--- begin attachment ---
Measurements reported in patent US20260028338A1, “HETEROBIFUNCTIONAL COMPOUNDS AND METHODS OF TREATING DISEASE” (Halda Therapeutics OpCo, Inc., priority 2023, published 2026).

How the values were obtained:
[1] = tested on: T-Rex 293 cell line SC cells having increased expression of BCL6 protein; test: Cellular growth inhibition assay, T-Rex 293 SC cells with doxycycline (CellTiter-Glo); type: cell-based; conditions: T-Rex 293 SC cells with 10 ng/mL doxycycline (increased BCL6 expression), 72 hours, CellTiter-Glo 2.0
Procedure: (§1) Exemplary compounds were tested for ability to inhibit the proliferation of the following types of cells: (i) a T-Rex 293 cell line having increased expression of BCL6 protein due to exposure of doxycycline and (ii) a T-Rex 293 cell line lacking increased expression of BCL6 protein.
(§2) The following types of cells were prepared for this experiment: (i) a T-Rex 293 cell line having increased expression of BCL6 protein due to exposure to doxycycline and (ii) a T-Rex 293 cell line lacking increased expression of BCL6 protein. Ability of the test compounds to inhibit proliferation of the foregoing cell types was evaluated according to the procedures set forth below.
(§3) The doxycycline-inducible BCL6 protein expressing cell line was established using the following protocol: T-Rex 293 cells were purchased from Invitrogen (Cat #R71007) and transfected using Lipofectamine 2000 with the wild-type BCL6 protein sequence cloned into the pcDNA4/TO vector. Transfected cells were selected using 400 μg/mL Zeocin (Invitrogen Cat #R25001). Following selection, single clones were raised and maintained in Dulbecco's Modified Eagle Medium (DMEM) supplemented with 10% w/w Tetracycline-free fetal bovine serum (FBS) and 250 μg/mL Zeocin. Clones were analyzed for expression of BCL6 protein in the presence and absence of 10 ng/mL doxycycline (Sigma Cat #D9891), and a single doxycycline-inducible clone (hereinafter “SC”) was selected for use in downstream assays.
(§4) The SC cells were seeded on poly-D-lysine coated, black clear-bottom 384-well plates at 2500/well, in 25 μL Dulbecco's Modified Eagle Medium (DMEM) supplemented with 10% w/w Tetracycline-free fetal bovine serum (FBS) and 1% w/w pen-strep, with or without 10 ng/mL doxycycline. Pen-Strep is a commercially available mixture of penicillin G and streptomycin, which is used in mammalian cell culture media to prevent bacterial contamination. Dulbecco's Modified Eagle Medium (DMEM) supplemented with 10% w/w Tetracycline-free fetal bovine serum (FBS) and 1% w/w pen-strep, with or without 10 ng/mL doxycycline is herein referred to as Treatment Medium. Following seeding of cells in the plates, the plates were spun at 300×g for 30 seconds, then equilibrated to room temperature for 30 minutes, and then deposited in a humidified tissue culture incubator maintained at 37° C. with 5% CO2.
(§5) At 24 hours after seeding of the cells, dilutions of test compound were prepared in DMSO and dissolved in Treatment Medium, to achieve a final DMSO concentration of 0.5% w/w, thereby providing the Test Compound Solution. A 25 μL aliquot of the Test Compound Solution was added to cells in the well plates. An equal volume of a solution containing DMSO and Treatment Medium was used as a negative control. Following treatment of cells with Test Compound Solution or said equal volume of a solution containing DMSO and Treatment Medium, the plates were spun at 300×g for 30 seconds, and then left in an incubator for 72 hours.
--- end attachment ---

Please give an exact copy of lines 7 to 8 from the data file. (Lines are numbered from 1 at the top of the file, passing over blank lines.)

(§4) The SC cells were seeded on poly-D-lysine coated, black clear-bottom 384-well plates at 2500/well, in 25 μL Dulbecco's Modified Eagle Medium (DMEM) supplemented with 10% w/w Tetracycline-free fetal bovine serum (FBS) and 1% w/w pen-strep, with or without 10 ng/mL doxycycline. Pen-Strep is a commercially available mixture of penicillin G and streptomycin, which is used in mammalian cell culture media to prevent bacterial contamination. Dulbecco's Modified Eagle Medium (DMEM) supplemented with 10% w/w Tetracycline-free fetal bovine serum (FBS) and 1% w/w pen-strep, with or without 10 ng/mL doxycycline is herein referred to as Treatment Medium. Following seeding of cells in the plates, the plates were spun at 300×g for 30 seconds, then equilibrated to room temperature for 30 minutes, and then deposited in a humidified tissue culture incubator maintained at 37° C. with 5% CO2.
(§5) At 24 hours after seeding of the cells, dilutions of test compound were prepared in DMSO and dissolved in Treatment Medium, to achieve a final DMSO concentration of 0.5% w/w, thereby providing the Test Compound Solution. A 25 μL aliquot of the Test Compound Solution was added to cells in the well plates. An equal volume of a solution containing DMSO and Treatment Medium was used as a negative control. Following treatment of cells with Test Compound Solution or said equal volume of a solution containing DMSO and Treatment Medium, the plates were spun at 300×g for 30 seconds, and then left in an incubator for 72 hours.